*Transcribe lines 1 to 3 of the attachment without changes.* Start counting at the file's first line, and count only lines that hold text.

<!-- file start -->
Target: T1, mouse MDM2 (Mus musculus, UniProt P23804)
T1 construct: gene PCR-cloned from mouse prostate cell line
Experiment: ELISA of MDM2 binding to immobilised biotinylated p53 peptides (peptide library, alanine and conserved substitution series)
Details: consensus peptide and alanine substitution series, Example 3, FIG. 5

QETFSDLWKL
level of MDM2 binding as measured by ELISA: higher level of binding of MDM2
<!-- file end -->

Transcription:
Target: T1, mouse MDM2 (Mus musculus, UniProt P23804)
T1 construct: gene PCR-cloned from mouse prostate cell line
Experiment: ELISA of MDM2 binding to immobilised biotinylated p53 peptides (peptide library, alanine and conserved substitution series)